Writers’ Fourth Wednesday is a gift of Victoria C. Slotto (Victoria C. Slotto, Author: Fiction, Poetry and Writing Prompts). Victoria is an accomplished writer and poet. Winter is Past, published by Lucky Bat Books in 2012, is Victoria’s first novel. A second novel is in process. Jacaranda Rain — Collected poems, 2012 is available on Amazon, as is the hot-off-the-press nonfiction, Beating the Odds: Support for Persons with Early Stage Dementia. Victoria’s poetry collection and non-fiction book are free to Amazon Prime Members. Link HERE for Victoria’s Amazon page
Eons ago, when I was a student nurse, I did my psychiatric nursing rotation at Patton State Hospital in San Bernardino, California. At the time, before these institutions were decentralized (and before homelessness became an issue) the hospital was a veritable city, caring for over 5000 patients. Many of these were classified as simple schizophrenics, people whose only pathology was that they couldn’t function in society (a number of today’s homeless.)
One day, the instructor gave us an assignment to spend a day, journaling ALL our thoughts. By the end of the day, I was ready to self-commit myself. I learned that my thought processes, feelings, perceptions—all flit about like the bees and hummingbirds in our flower and vegetable garden. The object of the exercise was to show us that there was a very slim thread between those of us who thought we were normal, and our patients.
In the post-realism period of literary history, the era when James Joyce, William Faulkner, Marcel Proust and other literary greats emerged and opened the door to modernism (1930’s and 1940’s), stream-of-consciousness writing became another literary device in the tool box of both fiction writers and poets. More contemporary figures in the world of poetry who turned to this technique include Jack Kerouac and Sylvia Plath. In stream-of-consciousness writing, the poet or novelist turns to the flow of ideas, observations and emotions that invade our consciousness. Novelist Virginia Woolf described this process as “an incessant shower of innumerable atoms.”
This type of writing often produces a fair share of challenges for the reader who may struggle to find a sense of connection between one thought and another. With careful reading, it may become apparent, or maybe not.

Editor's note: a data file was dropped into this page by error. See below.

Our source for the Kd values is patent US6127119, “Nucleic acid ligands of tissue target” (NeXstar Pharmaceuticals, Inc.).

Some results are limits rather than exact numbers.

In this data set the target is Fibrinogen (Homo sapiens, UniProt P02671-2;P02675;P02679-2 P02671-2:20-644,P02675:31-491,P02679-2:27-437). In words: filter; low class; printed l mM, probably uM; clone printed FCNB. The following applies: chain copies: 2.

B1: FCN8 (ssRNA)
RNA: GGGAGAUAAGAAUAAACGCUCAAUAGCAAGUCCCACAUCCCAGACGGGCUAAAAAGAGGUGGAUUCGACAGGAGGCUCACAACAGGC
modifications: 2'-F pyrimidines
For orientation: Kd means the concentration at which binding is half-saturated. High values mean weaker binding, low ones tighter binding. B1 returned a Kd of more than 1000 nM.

Here are a few hints to help you work with reading and writing poetry or prose that uses the stream of consciousness technique.
Choose a topic. You might think of a person, and activity or even a dream. Take a walk, go someplace public.
• Write with pen or pencil on paper. Draw pictures. You may even choose to use your writing journal to jot down your own little (schizophrenic) episodes.
• When you write in your journal, be different. Write with your non-dominant hand, write all over the page, not just in lines, write from bottom to top. Write in spirals or shapes. Forget grammar and syntax.
• Review your writing for any connection you can discover between words and phrases and see where your poem will take you.
• Put your work aside for a while before returning to it.
This can be a very fun and freeing exercise—I hope you enjoy it. Whether or not you choose to share it here is up to you, but if you do, you will give others an opportunity to see it put into practice and thus, to learn from you.
• Spend some time playing with your mind, using the above suggestions.
• Write your poem and post it on your blog or website.
• Access Mr. Linky at the bottom of this post and provide your name and the direct URL to your poem.
I look forward to seeing what your muse inspires, to visiting and commenting on your work. This is not a challenge in the sense of a competition, but rather one for you. Thanks for joining.
– Victoria C. Slotto